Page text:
• Recently been working in cool climate and are just now starting work in a warm or hot climate
  • Had a change in their work activities, locations or conditions

Any of the above mentioned circumstances may mean that employees are not acclimatized to working in warm or hot environments, and are at greater risk for heat illness.

Make Sure Employees Are Trained, Monitored and Watched Closely.

Remember that employees who are not acclimatized to working in the heat are at greater risk for developing heat illness. Unacclimatized employees should not work alone. It is important to:

  • Train employees and supervisors on the importance of acclimatization
  • Train employees and supervisors to quickly recognize and report any conditions associated with lack of acclimatization, such as employee not having continuously worked enough hours under hot conditions.
  • Train employees and supervisors on the importance of recognizing and quickly reporting heat illness symptoms.
  • Have supervisors and coworkers use a "buddy system" to watch each other closely, and for discomfort or signs of heat illness. Watch new employees even more closely.
  • Finding ways to lessen the intensity of employees' work during a heat wave and during the 14-day break-in periods of new employees.
  • Set-up a system to account for the whereabouts of your crew at appropriate intervals throughout the work shift and at the end of the work shift (e.g., keep a log of employees on your work crews including their names, supervisors, work locations, and hours worked on a given day, etc.)


During high heat or a heat wave even previously acclimatized employees are at risk for heat illness because the body has not had enough time to adjust to a sudden, abnormally high temperature or other extreme conditions.

Best Practices

Options for Acclimatizing Employees to Work in Warm or Hot Environments include One or More of the Following:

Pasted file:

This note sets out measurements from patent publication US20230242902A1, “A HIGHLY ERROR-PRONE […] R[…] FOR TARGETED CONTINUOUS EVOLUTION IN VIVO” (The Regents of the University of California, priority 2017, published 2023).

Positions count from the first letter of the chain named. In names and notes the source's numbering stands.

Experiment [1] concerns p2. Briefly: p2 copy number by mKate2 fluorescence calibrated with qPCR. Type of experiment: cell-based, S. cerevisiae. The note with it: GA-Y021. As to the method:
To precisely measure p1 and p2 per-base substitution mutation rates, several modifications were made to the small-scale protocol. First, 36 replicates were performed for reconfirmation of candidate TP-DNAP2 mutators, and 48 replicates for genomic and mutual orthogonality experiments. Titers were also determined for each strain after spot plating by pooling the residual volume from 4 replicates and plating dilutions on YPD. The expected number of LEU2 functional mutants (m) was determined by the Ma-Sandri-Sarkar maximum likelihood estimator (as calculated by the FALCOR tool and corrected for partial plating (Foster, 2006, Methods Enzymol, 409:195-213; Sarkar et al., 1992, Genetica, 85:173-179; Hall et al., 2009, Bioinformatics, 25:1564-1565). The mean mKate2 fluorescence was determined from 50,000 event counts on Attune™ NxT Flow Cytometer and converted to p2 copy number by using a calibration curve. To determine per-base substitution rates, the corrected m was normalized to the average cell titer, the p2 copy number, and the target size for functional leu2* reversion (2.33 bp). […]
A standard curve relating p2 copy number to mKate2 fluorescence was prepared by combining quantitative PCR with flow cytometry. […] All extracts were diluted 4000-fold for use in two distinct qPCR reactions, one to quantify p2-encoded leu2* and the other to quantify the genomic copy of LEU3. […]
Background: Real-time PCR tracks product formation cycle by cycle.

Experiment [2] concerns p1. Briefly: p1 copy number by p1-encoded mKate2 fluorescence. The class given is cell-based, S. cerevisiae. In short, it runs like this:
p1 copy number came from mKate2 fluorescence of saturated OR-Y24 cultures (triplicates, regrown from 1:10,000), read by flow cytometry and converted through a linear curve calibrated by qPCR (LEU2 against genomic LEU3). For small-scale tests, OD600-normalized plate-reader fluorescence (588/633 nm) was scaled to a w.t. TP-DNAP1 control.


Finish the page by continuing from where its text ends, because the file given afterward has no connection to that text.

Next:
Have Employees Pace Themselves

  • If they are not accustomed to working in warm or hot environments, they should start work slowly and pick up the pace gradually.

Reduce Physical Demands

  • Assign employees to less physically demanding tasks during their first 14 days of working in a warm or hot environment.
  • Schedule and provide frequent breaks. Supply sufficient amounts of drinking water

Start an Acclimatization Program

  • These programs have employees work for progressively longer periods in warm or hot conditions where they are at risk for heat illness.
  • One such program is suggested by NIOSH (1986):
    For employees who have previous experience at worksites where they are at risk for heat illness
    Day # Hours Worked in Hot Work Environment

    For employees new to worksites where they are at risk for heat illness

    Day # Hours Worked in Hot Work Environment
    11.6 (96 minutes)
    23.2 (192 minutes)
    34.8 (288 minutes)
    46.4 (384 minutes)
    58.0 (480 minutes)


The acclimatization schedule by NIOSH, as shown above, is only an example program. Depending on the environmental and personal risk factors present, you may need to extend the time employees spend in your acclimatization program. This means that for some employees it may take up to 14 days of working in the heat for them to become fully acclimatized. Throughout this time period you should gradually increase employee’s time working in the heat.


Consult with Your Physician Before Replacing Salts and Minerals

For un-acclimatized employees, or those on a restricted salt diet, additional salting of food with the approval of their physician may be required to replace the salt and minerals lost in sweating. Acclimatized employees generally loose relatively little salt in their sweat, therefore salt and mineral supplements are normally not required.

April 2015